Book Review: ‘Glassworks,’ by Olivia Wolfgang-Smith
glasswork, By Olivia Wolfgang Smith
I broke a bottle while reading Olivia Wolfgang Smith’s debut novel Glasswork. She was holding a book in one hand and a container of hair oil in the other, and the bottle slipped, bounced off the sink, and cracked. I smiled at the irony as I pushed the untimely shock away from the novel. In “Glassworks” everything breaks. The conversation is punctuated by smashed dishes, disfigured bodies, and bared spirits. In this story, you must learn how to survive destruction.
“Glassworks” is a family panorama tale told in four novellas, each looking over the shoulders of the previous generation. We follow his 1910 Agnes. Her Son, Edward, 1938. His daughter Novak, 1986. Their story is one of destruction and reconstruction, much like the glass each character handles in some way. They are all working on similar questions. How do we form our selves, what defines our legacy, and what needs to be destroyed to create it?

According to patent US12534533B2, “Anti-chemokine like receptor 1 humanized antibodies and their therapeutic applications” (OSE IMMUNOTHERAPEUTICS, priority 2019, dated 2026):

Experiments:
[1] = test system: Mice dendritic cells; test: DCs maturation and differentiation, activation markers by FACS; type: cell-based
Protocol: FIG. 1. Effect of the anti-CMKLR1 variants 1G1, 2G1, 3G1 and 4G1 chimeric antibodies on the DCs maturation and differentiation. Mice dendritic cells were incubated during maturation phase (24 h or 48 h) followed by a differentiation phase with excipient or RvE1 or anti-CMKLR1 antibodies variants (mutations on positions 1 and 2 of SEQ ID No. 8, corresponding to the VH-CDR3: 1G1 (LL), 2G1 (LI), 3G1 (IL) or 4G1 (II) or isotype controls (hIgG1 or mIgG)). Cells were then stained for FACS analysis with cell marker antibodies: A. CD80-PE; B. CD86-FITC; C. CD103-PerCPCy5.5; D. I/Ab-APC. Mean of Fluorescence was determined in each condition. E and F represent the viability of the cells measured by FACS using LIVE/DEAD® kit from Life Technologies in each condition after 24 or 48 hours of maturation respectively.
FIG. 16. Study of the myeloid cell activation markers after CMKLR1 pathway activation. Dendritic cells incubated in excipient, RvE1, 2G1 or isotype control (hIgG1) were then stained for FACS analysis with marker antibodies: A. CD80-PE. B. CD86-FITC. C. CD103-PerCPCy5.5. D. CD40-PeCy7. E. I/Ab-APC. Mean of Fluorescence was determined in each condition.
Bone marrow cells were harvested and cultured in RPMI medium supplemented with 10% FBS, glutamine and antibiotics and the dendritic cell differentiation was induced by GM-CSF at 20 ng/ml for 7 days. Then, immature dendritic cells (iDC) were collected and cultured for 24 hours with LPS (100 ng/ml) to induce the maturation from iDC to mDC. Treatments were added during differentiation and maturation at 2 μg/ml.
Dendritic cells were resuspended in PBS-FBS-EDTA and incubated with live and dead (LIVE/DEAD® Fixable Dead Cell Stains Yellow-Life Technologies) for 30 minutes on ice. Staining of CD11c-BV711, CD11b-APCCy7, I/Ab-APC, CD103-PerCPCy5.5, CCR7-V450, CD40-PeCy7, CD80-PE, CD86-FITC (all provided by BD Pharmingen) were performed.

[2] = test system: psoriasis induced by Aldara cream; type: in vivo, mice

The book begins with Agnes Carter, a wealthy donor to Boston University, hiring naturalist and glassblower Ignaz Novak to create a scientific model. In private, Agnes is haunted by her violent and money-wasting husband. Her story introduces a motif that runs throughout Glassworks: the split self. Agnes is a woman split between happiness and duty. She quietly falls in love with Ignas, who swings from glorious moments to severe mental illness. Their relationship is defined by their proximity to beauty and brutality, both construction and destruction. Wolfgang Smith’s writings sing in this tension.
When Ignas is stung by a bee, they retrieve the crushed carcass and Agnes begins painting it. A sketch of a bee gave rise to a small glass model that has been passed down from generation to generation. It makes for a powerful metaphor. “Bee: A danger far beyond its size, but at the cost of self-annihilation.”